I hope you'll excuse a post that isn't, strictly speaking, about the supernatural but is about the weird. Cardinal Cox's latest poetry pamphlet is inspired by one of my favourite H.P. Lovecraft stories - 'Facts Concerning the Late Arthur Jermyn and His Family'.
The central premise of the Lovecraft story is that there is no clear line between ourselves and our ape-cousins, and that interbreeding is possible. (Well, that's my reading of it, anyway.) In his new pamphlet Cox takes this idea and runs with it, creating a series of poetic mini-sagas featuring many of the most fascinating (and hirsute) characters from English literature. The over-arching theme is that Homo erectus, an ancestral species, never really died out, just retreated to the mountains and wildernesses of the Earth. And there they lurk, emerging now and again to become the stuff of legend...
Apes and/or monkeys are fun, and in 'Codex Jermyn' (which is dedicated to a mutual friend, Dr. Gail-Nina Anderson, legendary collector of toy monkeys) there's quite a bit of whimsy. Thus we encounter Sir Oran Haut-Ton, an ape who is also a member of parliament. He can't talk, but performs well on the flute, making him the ideal MP for my money.
Manners the same as many from a lesser school
Might not be the first country gent to need a shave...
Sir Oran features in Thomas Love Peacock's novel Melincourt, which was based on the quasi-scientific theories of bonkers aristo Lord Monboddo. Check him out - crazy name, crazy guy!
There's also an interesting poem about a shipwreck on the coast of Aberdeenshire in 1772. Apparently this was the origin of the (in)famous 'monkey hanger' tag that is now proudly born by the natives of Hartlepool. Cox risks the wrath of Andy Capp, among others, by claiming that the real incident took place at Boddam. (If you don't know the story, it's here.) A chap called Stevenson built a lighthouse on the coast to prevent such wrecks, and it was his grandson Robert Louis who created the ape-like Mr, Hyde.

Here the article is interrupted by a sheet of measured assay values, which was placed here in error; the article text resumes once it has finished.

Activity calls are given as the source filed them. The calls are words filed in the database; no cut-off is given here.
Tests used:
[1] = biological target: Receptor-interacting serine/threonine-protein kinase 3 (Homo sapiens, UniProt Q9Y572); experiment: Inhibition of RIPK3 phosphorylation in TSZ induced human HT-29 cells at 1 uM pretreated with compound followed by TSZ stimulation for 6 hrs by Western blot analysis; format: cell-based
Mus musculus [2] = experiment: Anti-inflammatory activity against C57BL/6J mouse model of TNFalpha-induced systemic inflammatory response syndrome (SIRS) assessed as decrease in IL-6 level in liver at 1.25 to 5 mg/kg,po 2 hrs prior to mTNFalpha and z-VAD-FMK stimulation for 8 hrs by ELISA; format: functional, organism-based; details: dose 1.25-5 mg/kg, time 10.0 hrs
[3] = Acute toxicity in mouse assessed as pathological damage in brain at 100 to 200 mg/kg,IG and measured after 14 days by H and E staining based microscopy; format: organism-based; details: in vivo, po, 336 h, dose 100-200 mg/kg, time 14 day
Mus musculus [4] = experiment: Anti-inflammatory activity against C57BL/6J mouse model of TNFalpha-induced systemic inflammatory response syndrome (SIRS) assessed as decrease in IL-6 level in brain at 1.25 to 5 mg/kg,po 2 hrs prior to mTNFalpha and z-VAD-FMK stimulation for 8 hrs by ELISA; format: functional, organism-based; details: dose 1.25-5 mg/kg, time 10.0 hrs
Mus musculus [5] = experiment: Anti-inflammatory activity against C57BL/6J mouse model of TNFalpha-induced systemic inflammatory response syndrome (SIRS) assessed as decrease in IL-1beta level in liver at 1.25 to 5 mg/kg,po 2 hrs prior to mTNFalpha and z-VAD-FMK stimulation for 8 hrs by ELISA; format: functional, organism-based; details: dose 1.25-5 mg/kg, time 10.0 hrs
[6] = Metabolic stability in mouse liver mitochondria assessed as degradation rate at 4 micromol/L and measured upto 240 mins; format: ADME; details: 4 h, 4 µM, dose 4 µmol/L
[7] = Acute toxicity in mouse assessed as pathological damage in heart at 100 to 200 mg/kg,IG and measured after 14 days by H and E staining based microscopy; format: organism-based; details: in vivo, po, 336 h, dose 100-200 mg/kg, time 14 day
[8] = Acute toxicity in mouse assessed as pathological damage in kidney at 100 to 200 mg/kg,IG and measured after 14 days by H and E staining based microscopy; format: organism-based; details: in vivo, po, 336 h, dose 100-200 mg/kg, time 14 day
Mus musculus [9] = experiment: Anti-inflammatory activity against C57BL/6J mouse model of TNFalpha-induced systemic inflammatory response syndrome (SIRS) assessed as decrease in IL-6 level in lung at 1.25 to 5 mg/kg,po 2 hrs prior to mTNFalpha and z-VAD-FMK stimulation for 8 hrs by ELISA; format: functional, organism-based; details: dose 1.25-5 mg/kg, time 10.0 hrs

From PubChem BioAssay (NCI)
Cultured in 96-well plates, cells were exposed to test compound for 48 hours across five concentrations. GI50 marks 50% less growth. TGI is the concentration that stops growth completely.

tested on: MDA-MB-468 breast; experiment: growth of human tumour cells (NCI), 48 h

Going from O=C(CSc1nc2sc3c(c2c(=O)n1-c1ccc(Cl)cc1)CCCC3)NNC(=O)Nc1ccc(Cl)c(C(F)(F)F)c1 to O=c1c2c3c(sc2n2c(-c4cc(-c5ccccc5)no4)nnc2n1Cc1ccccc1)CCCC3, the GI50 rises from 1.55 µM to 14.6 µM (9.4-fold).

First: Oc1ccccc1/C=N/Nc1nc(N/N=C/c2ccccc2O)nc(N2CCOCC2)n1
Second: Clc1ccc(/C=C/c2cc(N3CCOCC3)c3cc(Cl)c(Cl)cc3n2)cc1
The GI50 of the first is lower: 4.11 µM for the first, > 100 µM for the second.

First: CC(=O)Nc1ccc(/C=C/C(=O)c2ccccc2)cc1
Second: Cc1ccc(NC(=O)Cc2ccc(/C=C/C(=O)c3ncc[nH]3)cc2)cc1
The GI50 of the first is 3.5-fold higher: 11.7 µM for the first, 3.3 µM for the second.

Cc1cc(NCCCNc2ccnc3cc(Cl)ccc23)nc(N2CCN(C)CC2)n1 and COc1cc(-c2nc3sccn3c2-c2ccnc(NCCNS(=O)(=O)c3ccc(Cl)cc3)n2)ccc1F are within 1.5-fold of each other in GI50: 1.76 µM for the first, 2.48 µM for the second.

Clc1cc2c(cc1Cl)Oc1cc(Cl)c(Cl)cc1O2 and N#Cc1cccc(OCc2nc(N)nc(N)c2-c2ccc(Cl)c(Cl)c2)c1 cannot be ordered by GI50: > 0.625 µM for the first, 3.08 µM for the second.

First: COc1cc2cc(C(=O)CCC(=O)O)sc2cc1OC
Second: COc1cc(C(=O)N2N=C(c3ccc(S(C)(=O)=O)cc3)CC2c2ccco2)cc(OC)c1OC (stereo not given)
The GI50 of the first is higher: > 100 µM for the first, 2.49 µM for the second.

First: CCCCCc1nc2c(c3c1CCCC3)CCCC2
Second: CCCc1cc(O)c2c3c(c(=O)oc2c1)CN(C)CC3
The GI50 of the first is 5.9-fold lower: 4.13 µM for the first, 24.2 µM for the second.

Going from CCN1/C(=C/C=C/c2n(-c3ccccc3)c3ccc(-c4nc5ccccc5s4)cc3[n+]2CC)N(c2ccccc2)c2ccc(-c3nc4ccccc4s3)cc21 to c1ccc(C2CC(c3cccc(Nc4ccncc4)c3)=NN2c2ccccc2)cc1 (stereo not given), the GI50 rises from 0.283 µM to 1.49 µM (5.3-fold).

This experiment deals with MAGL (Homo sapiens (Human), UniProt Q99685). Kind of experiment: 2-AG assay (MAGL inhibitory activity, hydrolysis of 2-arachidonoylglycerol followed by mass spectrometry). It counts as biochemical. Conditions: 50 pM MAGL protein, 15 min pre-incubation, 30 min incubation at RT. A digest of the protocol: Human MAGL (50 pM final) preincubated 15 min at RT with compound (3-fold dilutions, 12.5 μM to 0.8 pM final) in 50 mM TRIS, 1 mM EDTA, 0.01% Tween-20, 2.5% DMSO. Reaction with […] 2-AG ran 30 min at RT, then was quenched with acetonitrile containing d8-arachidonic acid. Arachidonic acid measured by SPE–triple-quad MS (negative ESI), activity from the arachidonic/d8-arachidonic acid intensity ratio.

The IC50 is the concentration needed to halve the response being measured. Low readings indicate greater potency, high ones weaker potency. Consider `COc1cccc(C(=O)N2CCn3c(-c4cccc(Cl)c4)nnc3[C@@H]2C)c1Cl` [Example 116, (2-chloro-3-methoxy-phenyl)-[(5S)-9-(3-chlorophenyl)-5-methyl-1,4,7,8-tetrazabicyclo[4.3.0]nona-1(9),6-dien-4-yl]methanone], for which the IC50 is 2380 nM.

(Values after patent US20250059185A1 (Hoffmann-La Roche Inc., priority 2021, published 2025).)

In a far-ranging collection there are also poems about the Ancient Egyptian deity Thoth, associated with the ape, and the Vanara of India (a new one on me). Lord Greystoke gets a mention, of course, as does the killer of the Rue Morgue. The Yeti (perhaps Gigantopithecus?) is associated with the Monkey King of ancient China.
As with all the Cardinal's pamphlets, this one is enlivened by footnotes that draw parallels between apparently unconnected facts and fictions. There's also a surprising coda, in which it's suggested that - once our civilization has effectively trashed itself - the 'elder people' will return to interbreed with the remnants of humanity. A hairy situation indeed.
If you want a copy of 'Codex Jermyn'...
Send a C5 SAE to